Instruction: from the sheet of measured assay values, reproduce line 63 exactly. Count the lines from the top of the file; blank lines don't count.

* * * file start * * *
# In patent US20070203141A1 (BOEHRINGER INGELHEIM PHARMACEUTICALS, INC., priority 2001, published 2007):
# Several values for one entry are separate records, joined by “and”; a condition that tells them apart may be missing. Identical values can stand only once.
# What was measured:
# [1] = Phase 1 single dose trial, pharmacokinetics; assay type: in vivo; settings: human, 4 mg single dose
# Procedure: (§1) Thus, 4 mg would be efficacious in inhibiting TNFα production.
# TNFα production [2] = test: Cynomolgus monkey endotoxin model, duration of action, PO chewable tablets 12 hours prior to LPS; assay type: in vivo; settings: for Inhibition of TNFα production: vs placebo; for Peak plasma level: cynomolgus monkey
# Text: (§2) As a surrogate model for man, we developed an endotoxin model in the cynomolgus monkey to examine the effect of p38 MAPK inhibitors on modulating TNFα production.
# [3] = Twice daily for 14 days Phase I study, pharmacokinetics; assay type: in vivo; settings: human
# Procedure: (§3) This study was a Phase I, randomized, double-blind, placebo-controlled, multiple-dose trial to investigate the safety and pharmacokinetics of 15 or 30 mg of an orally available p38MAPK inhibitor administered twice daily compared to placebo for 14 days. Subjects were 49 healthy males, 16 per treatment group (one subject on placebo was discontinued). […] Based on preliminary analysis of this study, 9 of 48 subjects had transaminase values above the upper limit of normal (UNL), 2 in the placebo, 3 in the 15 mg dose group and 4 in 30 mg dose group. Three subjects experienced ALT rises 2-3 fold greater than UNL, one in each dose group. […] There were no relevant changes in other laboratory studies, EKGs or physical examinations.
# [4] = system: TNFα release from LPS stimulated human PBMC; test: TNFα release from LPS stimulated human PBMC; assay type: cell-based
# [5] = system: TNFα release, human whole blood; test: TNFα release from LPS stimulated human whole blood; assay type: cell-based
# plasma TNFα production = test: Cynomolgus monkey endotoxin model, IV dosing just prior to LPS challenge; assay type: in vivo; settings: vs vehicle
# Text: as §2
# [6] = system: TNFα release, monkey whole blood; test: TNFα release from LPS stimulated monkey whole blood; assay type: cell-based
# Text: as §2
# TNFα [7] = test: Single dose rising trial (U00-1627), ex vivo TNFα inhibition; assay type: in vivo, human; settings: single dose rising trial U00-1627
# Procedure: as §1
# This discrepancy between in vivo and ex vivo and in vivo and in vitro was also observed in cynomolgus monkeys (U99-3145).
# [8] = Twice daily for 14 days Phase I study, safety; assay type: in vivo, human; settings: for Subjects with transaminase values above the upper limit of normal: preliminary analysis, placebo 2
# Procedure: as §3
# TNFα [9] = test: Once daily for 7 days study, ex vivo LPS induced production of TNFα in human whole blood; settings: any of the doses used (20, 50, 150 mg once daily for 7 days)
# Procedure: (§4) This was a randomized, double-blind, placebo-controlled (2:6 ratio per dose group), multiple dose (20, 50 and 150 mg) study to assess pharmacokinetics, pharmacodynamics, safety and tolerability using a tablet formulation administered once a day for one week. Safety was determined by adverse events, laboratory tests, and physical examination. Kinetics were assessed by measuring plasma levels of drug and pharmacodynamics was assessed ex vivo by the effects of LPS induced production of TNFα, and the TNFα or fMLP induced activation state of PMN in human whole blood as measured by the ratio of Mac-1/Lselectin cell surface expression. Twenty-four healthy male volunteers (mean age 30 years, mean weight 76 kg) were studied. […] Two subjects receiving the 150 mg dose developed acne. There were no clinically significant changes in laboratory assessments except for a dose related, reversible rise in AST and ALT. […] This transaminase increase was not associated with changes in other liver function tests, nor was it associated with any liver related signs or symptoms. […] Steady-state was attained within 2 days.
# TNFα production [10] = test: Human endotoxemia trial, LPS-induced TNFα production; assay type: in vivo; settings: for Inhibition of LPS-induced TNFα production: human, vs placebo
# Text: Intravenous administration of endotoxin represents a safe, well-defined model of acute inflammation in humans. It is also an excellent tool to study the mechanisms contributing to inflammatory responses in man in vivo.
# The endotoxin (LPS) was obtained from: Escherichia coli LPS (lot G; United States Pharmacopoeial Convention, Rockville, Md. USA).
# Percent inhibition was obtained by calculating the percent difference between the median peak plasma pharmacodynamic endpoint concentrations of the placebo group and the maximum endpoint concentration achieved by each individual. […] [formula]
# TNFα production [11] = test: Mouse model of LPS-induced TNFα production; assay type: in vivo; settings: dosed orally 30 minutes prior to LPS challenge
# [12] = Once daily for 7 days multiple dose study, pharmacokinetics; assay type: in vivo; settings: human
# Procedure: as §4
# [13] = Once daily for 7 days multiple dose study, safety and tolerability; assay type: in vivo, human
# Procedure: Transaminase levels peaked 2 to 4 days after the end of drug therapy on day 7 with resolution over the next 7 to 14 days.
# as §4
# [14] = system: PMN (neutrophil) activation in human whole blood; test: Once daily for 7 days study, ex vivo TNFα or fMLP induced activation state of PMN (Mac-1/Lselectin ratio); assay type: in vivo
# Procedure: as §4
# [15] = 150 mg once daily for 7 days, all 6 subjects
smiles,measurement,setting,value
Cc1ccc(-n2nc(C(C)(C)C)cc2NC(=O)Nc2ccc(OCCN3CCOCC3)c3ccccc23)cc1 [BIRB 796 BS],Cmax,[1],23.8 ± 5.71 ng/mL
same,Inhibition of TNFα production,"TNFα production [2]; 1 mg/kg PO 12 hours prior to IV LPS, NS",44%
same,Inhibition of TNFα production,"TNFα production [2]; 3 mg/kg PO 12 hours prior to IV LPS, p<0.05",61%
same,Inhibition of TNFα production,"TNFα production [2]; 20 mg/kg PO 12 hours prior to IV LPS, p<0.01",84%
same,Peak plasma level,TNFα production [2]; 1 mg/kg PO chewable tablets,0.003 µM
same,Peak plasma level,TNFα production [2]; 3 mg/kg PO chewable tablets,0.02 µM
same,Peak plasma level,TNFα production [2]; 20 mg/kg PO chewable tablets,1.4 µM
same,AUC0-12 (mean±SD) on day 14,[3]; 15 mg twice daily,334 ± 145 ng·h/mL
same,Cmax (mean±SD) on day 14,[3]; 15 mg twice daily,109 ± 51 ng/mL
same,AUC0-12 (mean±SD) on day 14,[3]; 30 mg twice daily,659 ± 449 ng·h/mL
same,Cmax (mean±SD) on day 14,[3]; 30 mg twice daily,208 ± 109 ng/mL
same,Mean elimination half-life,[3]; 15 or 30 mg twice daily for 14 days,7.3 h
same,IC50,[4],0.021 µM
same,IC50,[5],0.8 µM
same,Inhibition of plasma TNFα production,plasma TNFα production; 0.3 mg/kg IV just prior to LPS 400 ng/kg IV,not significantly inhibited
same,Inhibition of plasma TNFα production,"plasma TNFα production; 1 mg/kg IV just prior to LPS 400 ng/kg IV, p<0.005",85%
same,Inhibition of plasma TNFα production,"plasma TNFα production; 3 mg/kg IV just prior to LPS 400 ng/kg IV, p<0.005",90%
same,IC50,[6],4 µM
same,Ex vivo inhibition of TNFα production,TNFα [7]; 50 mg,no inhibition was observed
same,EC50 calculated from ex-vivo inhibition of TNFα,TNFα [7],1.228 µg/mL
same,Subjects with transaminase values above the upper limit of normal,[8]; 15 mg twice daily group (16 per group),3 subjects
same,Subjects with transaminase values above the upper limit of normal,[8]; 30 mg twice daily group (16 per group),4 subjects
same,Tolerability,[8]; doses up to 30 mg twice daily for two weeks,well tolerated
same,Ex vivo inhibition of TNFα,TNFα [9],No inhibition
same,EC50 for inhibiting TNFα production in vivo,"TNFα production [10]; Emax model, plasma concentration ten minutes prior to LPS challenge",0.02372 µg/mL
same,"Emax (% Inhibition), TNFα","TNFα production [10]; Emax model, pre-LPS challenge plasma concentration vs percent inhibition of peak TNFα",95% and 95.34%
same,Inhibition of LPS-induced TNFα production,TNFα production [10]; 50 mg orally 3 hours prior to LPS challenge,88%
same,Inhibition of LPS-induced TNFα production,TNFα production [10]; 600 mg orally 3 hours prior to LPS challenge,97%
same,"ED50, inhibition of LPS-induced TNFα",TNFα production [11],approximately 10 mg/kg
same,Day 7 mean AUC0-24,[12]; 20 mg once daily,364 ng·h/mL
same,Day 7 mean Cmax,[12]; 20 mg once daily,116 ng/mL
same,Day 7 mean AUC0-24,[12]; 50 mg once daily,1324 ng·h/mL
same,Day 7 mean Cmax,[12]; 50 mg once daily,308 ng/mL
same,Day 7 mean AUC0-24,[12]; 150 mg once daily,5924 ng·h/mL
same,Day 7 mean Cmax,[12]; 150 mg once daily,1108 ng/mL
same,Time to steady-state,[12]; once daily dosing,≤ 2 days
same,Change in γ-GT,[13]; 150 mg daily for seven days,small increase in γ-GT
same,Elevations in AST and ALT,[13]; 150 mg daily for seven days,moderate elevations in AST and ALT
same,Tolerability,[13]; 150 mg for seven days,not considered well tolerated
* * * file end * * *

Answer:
same,Inhibition of LPS-induced TNFα production,TNFα production [10]; 50 mg orally 3 hours prior to LPS challenge,88%